The Basement

| November 19, 2017

This time of year always reminds me of my basement growing up.

Having grown up in the Upper Midwest and being fortunate to live in other parts of the country, namely the East coast and South, there is something that we had in our childhood that many children in other parts of the country did not – snow days.

And basements.

The dark, dingy, musty, unfinished, furnace as a back stop for indoor baseball and as a goal for floor hockey games, not the finished spaces with plush carpeting, movie studios, leather reclining chairs, 160” projection screen “man cave” basements of today.

I am referring to the subterranean environments where we played Odyssey and Atari on a black and white television (on a folding “TV dinner” table) next to the furnace, built our pinewood derby cars, played “army men”, painted our model airplanes and later used our chemistry sets and electronics sets, sometimes incorporating the latter two to create fire or at least smoke.

The inescapable space that had a room with its own door and you wanted to go in but were sure you shouldn’t and for the most part didn’t. This room may have contained old files, photos, your parent’s yearbooks and storm windows or screens that were forgotten or unusable.

On top of this subterranean world our parents and grandparents and family would drink coffee, eat Entenmann’s coffee cakes and argue about taxes, Nixon taking us off the gold standard and why the Chicago Cubs were so bad.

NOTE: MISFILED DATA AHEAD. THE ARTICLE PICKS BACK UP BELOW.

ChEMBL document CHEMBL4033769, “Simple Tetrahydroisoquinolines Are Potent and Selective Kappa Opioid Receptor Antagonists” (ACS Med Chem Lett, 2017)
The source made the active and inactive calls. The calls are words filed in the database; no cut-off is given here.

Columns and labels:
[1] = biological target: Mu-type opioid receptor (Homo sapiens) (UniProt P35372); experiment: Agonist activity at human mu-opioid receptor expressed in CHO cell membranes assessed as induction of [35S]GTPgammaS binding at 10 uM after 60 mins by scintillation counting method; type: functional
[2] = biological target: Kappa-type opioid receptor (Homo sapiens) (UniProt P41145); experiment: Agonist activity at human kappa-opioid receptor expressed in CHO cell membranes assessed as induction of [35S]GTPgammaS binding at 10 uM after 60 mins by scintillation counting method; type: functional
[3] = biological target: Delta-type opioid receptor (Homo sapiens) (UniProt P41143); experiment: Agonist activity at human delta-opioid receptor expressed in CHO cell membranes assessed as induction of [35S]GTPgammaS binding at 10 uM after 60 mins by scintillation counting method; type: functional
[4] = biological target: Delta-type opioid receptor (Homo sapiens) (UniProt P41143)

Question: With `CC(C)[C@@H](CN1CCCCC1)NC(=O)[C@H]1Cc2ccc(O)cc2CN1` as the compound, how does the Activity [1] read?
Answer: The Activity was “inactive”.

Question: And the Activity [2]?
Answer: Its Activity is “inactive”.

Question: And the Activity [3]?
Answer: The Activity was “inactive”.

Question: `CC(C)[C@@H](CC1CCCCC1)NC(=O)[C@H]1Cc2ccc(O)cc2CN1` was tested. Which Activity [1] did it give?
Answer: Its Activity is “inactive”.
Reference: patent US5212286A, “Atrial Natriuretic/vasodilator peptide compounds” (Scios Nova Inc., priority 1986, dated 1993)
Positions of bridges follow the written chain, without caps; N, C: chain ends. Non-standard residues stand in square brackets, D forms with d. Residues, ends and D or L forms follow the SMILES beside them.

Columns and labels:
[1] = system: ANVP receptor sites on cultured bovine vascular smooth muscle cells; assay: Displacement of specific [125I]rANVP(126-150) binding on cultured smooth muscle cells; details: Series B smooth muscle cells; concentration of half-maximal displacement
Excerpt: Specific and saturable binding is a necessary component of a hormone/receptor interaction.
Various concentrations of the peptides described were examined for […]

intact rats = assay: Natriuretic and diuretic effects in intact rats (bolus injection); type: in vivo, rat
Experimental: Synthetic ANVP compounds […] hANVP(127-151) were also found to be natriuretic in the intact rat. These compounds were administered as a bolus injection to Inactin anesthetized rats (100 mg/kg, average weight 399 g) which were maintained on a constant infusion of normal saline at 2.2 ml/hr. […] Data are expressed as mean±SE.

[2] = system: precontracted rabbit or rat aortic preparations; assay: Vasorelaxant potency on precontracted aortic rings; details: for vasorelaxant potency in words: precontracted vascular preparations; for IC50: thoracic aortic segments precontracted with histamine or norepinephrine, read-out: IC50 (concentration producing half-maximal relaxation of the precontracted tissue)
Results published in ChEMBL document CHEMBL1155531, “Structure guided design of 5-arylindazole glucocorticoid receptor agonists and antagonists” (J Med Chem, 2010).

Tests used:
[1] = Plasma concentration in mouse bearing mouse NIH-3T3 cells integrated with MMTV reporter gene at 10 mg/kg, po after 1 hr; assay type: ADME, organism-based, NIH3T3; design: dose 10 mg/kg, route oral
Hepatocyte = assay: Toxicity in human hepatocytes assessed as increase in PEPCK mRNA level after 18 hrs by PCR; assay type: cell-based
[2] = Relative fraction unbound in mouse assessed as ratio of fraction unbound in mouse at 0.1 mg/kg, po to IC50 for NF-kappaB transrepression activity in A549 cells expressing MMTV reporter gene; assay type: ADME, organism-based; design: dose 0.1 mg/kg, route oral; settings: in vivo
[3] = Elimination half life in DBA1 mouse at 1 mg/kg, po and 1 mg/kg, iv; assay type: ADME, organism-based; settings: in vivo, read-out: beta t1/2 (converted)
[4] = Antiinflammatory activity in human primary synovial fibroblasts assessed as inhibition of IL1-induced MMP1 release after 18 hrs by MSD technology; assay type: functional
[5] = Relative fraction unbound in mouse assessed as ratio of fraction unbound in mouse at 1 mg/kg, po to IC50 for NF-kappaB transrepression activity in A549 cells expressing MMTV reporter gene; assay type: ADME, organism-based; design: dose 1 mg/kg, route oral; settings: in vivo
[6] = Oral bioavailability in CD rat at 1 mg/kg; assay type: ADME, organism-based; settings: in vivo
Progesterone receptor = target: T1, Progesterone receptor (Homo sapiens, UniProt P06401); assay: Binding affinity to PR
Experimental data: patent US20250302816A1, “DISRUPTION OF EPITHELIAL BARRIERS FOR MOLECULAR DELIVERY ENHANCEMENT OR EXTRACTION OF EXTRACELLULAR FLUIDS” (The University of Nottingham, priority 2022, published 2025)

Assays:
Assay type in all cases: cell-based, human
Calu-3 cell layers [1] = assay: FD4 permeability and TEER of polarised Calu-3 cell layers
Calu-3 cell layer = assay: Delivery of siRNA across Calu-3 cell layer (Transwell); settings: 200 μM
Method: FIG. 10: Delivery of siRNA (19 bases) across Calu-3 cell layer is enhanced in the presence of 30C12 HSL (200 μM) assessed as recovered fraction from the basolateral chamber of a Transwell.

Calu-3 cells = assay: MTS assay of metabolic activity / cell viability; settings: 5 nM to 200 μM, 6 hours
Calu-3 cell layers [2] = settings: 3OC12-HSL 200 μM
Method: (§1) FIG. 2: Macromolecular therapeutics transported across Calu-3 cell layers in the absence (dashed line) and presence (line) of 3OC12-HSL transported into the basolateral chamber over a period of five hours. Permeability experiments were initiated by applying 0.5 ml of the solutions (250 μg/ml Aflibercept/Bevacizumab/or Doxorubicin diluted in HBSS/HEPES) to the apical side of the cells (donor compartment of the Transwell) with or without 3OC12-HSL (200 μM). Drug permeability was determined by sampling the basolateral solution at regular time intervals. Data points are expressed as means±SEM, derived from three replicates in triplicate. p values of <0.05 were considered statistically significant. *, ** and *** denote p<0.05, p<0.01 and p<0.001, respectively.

Meanwhile, I would join friends and cousins under plain light bulbs and build forts, capture Nazis with our army men or shoot tennis balls at each other. On one occasion the tennis balls were on fire but this is not something that gets repeated.  Sometimes we would go into the “room” and use the storm windows or screens to build sturdier army forts.

As opposed to your bedroom, your parents would never go in the basement.

While our parents may have learned about love in the back of a Dodge, our generation had our lessons in the basement (once we outgrew model airplanes and playing war).

Basements are required in Northern homes because of frost lines and often the water table and soil tolerate digging several feet into the ground for the foundation. Many states have frost lines that are much shallower or clay bedrock or limestone or water lines that make basements unnecessary and/or cost prohibitive.

For those of us who grew up in homes with basements they were the perfect space around this time of year when the weather didn’t always cooperate and your family wanted you to stay inside.

One day the basement would be your “office” for stamp collecting, the next day your “workshop” for building models of your favorite aircraft carriers or airplanes or cars, perhaps even classic Dodge models. And while the adults talked about gasoline prices, peace in the Middle East or an actor from California becoming President of the United States, we had our own enclosed Soldier Field or Wrigley Field or sheet of Lake Placid ice to make sure our teams won.

These kid caves with their garage sale furniture and poor lighting and cold and damp cement floors and walls and makeshift bars have of course now been replaced with carpeting and cut outs on the stylish walls to hang sports memorabilia and custom bars and matching pool tables.

Despite this, I think we still had better basements 40 years ago.

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Category: Pathology News

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